The wreckage of the Beaver Lake helicopter has been recovered, the Transportation Safety Board announced.
“TSTB investigators will continue to work with British Columbia’s Ministry of Transportation to determine the cause of the accident,” the TSB said in a release.
STB concluded the investigation into the Crash into the basket with a trailer. All 4 occupants were removed from the aircraft within 24 hours of the crash.
Initial Report , MEMO-R-017-23-0010 (Director of Inquiry, May 24, 2018) https://t.co/P7Grte6LjQ https://t.co/7dC0YJT6Pq — Safety Board of BC (@TSB_bc) June 26, 2018
A three-person crew on a helicopter from his company’s B.C. campus is believed to have been travelling to a helicopter base near Tofino when they crashed into a remote mountain on a remote rural road.
The helicopter plunged to the tundra about three kilometres from the town of Port Hardy, on Vancouver Island’s west coast about 80 kilometres east of Tofino.
The crew reported the helicopter was “running low on fuel” shortly before they hit the ice before 2:30 p.m. local time, and minutes later radioed they were in trouble and that they were not going to make it to the landing zone.
They had been in flight only six minutes before they reported they were “running low on fuel” and said they could not make it to the airport.
Four men were believed to be on board the helicopter, which included pilot and chief instructor from Harbour Air, of Port Alberni, B.C. The men did not respond to radio calls on the crash site.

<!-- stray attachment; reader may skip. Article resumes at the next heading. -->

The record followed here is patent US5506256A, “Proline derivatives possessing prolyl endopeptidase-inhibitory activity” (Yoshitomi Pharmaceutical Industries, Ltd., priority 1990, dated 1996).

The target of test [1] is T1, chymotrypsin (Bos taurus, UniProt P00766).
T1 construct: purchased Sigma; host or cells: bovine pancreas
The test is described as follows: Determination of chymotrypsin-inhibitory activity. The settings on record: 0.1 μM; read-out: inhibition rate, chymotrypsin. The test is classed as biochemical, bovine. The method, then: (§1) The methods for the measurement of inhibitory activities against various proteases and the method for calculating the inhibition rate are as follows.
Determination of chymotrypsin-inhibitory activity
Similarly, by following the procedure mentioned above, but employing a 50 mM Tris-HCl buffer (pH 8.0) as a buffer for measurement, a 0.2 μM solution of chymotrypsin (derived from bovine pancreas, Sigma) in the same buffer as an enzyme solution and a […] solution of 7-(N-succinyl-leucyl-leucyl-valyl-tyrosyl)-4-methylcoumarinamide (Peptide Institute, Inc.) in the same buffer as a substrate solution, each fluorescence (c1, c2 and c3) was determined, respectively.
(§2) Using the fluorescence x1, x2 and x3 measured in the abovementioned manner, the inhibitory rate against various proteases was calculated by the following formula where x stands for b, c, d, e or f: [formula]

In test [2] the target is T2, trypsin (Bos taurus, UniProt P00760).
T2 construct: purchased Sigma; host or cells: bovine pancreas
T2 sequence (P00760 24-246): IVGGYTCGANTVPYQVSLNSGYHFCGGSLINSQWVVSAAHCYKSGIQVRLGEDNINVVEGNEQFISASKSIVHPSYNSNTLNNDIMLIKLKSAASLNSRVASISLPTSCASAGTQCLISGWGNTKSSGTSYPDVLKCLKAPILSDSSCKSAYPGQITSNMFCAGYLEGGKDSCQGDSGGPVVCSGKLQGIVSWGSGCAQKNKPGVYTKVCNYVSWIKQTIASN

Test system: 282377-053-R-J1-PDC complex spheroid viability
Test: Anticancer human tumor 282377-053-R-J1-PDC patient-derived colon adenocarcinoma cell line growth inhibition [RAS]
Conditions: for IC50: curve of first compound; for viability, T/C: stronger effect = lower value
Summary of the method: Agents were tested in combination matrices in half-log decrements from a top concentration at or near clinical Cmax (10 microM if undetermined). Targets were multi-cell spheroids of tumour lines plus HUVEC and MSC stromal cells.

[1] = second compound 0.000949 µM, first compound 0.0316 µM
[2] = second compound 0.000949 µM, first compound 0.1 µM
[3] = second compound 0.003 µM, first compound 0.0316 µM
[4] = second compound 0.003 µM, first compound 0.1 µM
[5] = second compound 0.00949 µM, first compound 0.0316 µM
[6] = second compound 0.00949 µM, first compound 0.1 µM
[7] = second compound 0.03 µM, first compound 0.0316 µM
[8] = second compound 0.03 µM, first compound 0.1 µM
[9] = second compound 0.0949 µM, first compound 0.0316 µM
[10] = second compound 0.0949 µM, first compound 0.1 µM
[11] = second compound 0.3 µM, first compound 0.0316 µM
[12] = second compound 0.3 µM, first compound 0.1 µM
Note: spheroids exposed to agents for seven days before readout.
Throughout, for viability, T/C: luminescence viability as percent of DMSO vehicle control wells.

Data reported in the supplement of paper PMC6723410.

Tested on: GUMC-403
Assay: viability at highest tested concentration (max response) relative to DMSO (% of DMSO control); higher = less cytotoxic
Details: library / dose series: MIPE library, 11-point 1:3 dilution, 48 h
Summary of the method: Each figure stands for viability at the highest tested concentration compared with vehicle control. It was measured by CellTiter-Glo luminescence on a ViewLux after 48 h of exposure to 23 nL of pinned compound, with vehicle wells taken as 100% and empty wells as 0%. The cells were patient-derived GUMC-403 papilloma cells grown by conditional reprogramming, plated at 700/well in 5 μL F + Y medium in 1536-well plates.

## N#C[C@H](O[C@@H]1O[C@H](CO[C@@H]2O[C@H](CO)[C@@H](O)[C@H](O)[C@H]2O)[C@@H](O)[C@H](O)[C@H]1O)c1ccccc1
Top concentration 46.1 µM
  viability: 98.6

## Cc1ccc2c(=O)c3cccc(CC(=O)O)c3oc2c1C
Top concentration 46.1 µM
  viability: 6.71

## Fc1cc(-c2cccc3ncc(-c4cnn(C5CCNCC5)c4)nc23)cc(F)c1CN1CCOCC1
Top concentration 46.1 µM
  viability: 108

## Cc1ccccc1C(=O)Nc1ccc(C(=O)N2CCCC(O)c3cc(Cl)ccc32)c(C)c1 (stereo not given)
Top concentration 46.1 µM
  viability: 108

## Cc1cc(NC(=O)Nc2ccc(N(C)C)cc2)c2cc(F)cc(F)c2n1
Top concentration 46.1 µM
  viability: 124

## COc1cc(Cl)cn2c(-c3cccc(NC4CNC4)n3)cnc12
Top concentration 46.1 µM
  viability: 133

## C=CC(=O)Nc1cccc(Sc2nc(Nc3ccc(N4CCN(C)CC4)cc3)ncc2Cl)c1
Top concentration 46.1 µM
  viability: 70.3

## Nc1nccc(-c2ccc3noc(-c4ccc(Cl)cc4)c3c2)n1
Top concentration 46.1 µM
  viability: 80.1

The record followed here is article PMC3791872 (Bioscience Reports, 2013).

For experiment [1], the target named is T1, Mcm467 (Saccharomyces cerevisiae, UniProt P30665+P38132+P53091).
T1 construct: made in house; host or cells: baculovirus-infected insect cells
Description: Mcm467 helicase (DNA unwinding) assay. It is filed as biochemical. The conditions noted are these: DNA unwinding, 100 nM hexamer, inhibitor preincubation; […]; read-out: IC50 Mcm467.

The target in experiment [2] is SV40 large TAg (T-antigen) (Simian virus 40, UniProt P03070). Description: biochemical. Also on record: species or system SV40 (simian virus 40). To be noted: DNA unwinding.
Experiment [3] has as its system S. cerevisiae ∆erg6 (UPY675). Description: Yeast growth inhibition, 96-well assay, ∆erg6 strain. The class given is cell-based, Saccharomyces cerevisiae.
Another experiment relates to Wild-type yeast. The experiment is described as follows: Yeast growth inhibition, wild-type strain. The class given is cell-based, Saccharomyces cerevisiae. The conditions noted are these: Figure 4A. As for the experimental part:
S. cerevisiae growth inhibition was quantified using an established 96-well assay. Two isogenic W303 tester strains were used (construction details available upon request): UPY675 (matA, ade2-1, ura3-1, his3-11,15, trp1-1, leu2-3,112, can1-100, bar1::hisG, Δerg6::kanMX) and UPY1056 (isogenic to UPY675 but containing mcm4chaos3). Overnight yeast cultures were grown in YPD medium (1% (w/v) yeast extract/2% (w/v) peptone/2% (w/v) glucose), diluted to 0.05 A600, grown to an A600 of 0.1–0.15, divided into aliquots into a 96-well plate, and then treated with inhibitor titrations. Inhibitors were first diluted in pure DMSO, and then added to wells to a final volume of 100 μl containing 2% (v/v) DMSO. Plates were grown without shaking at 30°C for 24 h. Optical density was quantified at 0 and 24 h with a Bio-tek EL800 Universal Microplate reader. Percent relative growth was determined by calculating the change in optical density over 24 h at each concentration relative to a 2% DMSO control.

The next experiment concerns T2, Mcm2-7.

In a statement posted to the company’s website on Wednesday, the company’s CEO said the men’s bodies would be returned to the B.C. coast for a “thorough and dignified family screening.”
“We will await the final wishes of the family before we release the bodies and share with them the full information and findings,” Kent Inglesby wrote.
Recovery operations were suspended for the night, but weather conditions will be reviewed on Thursday, the TSB said in a news release on Wednesday night.
The TSB has said it could take up to two years to determine exactly what caused the crash.
The cause of the crash is also being investigated by B.C.’s Criminal Justice Branch.
For two days, authorities had searched for the wreckage with a police helicopter, remotely operated vehicles, four-wheel drive vehicles and a snowmobile.
Around 4 p.m. on Tuesday, Emergency Response Team members and search dogs located a 3-by-2-metre debris field in the mud and ice. A police helicopter was also used to survey the site.
The wreckage was found on the front end of the single-engine pilot aircraft, which was heavily damaged, possibly due to several boreholes drilled near the crash site. The gas pipes also appear to have been fully severed or punctured from the impact, the TSB said.
Helicopter padgers did not hear any engine noise before they went to work at around 8 a.m. Tuesday and found that the aircraft had lost altitude and was still flying around in the snow on the open ice on a fly zone on the B.C. side of the Bering Sea.
A disaster response protocol was activated in Tofino and incident command was established with support from the Tofino Volunteer Search and Rescue and the RCMP.
Monday’s crash was the third to occur on the west coast of Vancouver Island over the past year.
In May, a chopper died in Tofino after losing engine power as it prepared to land in a cove.
In January, a sightseeing helicopter that flew over from Alaska to set a land speed record on Vancouver Island collided with a light sport aircraft in Tofino’s narrow shipping channel and crashed. The two people on board the sightseeing aircraft were killed and the pilot of the other aircraft suffered minor injuries.
In April 2017, two people died in a small plane crash on Vancouver Island as they flew over Stewart River on the northern end of Vancouver Island.
More to come.
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